Heating System in the Garage Building

The garage is heated by a hydronic system, with a boiler in the basement and a series of radiators on the ground and second floors. The boiler is located near the east end of the half basement, lying beneath the northern half of the building, close to the chimney. There is a wall thermostat near the front entrance on the ground floor and the expansion tank is located at the end of a blind hallway on the second floor.

Although a high efficiency, gas-fired boiler was recently installed (about 2004), the original boiler has not been removed, allowing an appreciation not only of the original heating system, but of some of the modifications

The original boiler is a Severn cast iron, upright, coal-fired sectional boiler manufactured by American Standard. In this installation, 3 1/2 sections were used, clamped together with upper and lower tie rods on either side. The dimensions of the boiler proper are: width 25″ at base (22″ at top), height 48″, and depth 29″.

The boiler is rated for both steam (max. 15 lb.) and hot water (max. 30 lb.). From the dimensions and construction of the headers, the system was evidently first used for steam heating. As a two-pipe steam system, this was an advanced installation for 1912, and probably more expensive than the earlier and less effective one-pipe systems.

The old and new boilers, side-by-side
Pressure/temperature gauge mounted on the old boiler. ASME St’d., Marshalltown

The modern, high efficiency system has a water pump, but there is no evidence of a pump component in the earlier hot water system.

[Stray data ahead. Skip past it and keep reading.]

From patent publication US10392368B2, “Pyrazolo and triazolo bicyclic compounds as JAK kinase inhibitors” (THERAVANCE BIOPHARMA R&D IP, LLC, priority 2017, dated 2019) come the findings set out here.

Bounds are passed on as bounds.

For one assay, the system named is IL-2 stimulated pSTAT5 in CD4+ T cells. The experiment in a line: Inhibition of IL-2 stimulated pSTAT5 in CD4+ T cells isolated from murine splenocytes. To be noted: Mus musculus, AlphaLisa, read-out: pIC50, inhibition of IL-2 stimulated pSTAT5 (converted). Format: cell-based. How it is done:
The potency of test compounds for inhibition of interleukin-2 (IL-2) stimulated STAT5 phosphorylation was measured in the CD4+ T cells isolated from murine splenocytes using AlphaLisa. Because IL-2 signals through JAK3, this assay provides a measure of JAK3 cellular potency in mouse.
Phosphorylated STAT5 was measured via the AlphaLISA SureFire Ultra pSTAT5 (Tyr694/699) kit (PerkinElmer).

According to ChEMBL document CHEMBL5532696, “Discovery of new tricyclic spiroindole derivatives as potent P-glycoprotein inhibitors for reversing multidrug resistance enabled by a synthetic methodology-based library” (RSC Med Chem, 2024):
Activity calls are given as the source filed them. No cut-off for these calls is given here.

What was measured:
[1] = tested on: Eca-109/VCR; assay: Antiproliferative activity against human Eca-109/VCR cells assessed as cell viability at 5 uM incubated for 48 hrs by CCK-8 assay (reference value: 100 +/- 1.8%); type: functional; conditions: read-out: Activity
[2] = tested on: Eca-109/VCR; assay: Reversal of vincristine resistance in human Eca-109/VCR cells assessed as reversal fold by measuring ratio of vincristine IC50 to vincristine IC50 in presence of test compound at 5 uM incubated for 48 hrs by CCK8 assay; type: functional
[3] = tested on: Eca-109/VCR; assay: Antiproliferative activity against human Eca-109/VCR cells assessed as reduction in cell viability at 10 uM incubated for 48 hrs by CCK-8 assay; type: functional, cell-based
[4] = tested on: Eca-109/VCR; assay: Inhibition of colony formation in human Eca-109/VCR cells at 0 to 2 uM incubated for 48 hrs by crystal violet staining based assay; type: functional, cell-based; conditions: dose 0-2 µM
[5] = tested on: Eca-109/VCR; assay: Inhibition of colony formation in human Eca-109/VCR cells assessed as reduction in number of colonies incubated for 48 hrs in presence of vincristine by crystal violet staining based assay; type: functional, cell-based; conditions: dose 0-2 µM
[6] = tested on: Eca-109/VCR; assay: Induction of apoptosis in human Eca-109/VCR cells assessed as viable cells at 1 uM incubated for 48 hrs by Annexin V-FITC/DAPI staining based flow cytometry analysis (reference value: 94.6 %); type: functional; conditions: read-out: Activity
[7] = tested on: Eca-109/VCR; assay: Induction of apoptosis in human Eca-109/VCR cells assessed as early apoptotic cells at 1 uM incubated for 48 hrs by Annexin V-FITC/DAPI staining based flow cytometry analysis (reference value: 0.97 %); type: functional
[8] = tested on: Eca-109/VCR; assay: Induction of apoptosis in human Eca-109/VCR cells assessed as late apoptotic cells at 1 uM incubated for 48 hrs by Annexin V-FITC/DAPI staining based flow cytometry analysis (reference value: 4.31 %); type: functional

A second modification in all likelihood converted the boiler from coal burning to oil-fired. No evidence of the oil burner remains, but we do have the final modification to gas, with the insertion of an Economite (Model E20, Mid-continent Metal Products Co).

This front view of the cast iron boiler showing the three original access doors: boiler pipes (top), fire box (center), and ash removal (bottom). Each door is provided with a heat-dissipating coiled steel handle.

The top door is sealed with furnace cement, but the fire box access door is currently secured with a spring and can be opened. The bottom door, of course has been secured and pierced to admit the Economite gas burner.

Detail of gas burner insert into the old boiler.

View of the top of the old boiler.

Several photographs provide a good idea of the elements of the heating system installed in the basement.

On top the 5″ diameter iron steam supply header can be seen, as well as the top right tie rod and at the back corner, the relief valve. Attached to the steam supply header is a Honeywell aquastat thermostatic control.

The east wall of the basement and the four main, manual steam control valves can be seen.

Below are two views of the right side of the old boiler. The full extent of the steam supply header can be seen here as well as the condensate return pipes and the condensate return header leading into the bottom of the boiler at the rear. The remains of the flue stack and soot clean out are also visible at the back of the boiler. The black, two-inch piping near the wall is part of the later hot water system.

Radiators in the residential areas of the garage (second floor) are of the conventional, cast-iron type.

There are a total of 13 radiators, of varying sizes and designs, located on the ground and second floors.

The expansion tank in the garage is on the second floor, near the top of the system.

Detail of manual heat control valve for a floor radiator.